How often do we hear that phrase; in the movies, books or any other “romance” related piece of media? It is usually the line given just before someone walks out on a relationship. It is usually done such that we feel sympathy for whichever party we are meant to feel for in that context.
If it is the person saying, should be really feel any sympathy? To answer that question we need to have a look at what we mean by being “In Love” and “Loving someone”.
If we buy the idea that we have to be “In Love” with someone then we have reduced ourselves to victims of the chemical rush; the pheromone lottery that comes with meeting someone. In truth we have just wrapped up lust in a respectable package to make ourselves feel better. Okay, perhaps it is lust with a little bit of I like these things about this person. But whichever way you look at it you are ignoring the “bad things” about the other person.
So what happens when the ‘two year’ honeymoon starts to wear off? Well, we start to ease of on the bombarding the other person with every language of love and start to settle down to our own native language. Guess what, so does the other person. Now if you talk different languages both of your emotional batteries will start to wear down. As that battery runs low you become intolerant of the other persons flaws and you stop being “In Love”.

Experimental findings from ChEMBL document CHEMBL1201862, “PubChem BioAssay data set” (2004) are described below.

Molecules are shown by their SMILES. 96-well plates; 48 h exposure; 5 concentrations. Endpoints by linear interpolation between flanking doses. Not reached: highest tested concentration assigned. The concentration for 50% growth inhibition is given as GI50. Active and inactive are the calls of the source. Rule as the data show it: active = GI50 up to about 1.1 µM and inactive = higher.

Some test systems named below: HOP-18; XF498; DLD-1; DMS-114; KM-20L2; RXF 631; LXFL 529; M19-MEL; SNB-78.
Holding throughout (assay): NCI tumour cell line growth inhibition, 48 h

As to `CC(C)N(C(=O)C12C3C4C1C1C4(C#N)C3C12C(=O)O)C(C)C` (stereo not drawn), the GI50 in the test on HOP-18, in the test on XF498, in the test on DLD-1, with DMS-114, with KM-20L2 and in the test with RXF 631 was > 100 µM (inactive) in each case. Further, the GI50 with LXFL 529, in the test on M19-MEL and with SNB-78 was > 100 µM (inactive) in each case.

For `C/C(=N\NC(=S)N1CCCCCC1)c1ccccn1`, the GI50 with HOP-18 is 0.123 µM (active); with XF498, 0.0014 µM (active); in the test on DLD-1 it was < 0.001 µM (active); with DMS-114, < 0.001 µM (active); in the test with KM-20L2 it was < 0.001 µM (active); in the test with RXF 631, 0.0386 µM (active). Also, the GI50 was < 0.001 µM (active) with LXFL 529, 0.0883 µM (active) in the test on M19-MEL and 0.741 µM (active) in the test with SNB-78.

Maybe you still see lovable aspects to the other person, so you can still “Love” them, but you’re not “In Love” with them. Now you have to make a choice; are you driven by you animal nature, a victim of chemical reactions; or are you going to love the person with those flaws AND maybe the amazing positives?
If you choose to stay and put in the effort to be “In Love” the person then you are in a state of “volitional Love”. When we look at the great writings on love this is the type of love they are talking about. Love where you have chosen to exercise all the attributes they talk about; not the drugged up phase of “being in love” where it seems to happen by default.
This is not an easy place to be. It takes work; from both parties if it is going to succeed. But the rewards are far greater. When you know the other person has chosen you; all of you, including the flaws; and is making an effort to speak your language, rather than come at you like a junkie looking for their own next self-serving fix.
This may explain why arranged marriages have worked in cultures that frown on being “In Love” and place more value on “Love”. Sure, there may be underlying socio-economic forces, but you can still choose whether you are going to emotionally engage with that person, or not. Maybe we need to decide if we are going to love someone, or run away for the next easy fix.